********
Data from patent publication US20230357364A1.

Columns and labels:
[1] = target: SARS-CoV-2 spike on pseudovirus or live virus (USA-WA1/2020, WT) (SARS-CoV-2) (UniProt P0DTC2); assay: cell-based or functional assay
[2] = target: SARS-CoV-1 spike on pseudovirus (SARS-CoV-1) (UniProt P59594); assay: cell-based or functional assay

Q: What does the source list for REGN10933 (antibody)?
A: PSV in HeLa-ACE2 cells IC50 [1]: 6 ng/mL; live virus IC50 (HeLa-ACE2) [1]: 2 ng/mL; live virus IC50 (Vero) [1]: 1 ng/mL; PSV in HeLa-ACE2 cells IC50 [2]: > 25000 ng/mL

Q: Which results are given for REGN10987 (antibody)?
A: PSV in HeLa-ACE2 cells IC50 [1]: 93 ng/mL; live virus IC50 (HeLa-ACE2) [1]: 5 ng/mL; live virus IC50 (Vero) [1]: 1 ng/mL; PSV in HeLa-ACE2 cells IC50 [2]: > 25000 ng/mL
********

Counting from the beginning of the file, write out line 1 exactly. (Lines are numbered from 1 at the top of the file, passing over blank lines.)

Data from patent publication US20230357364A1.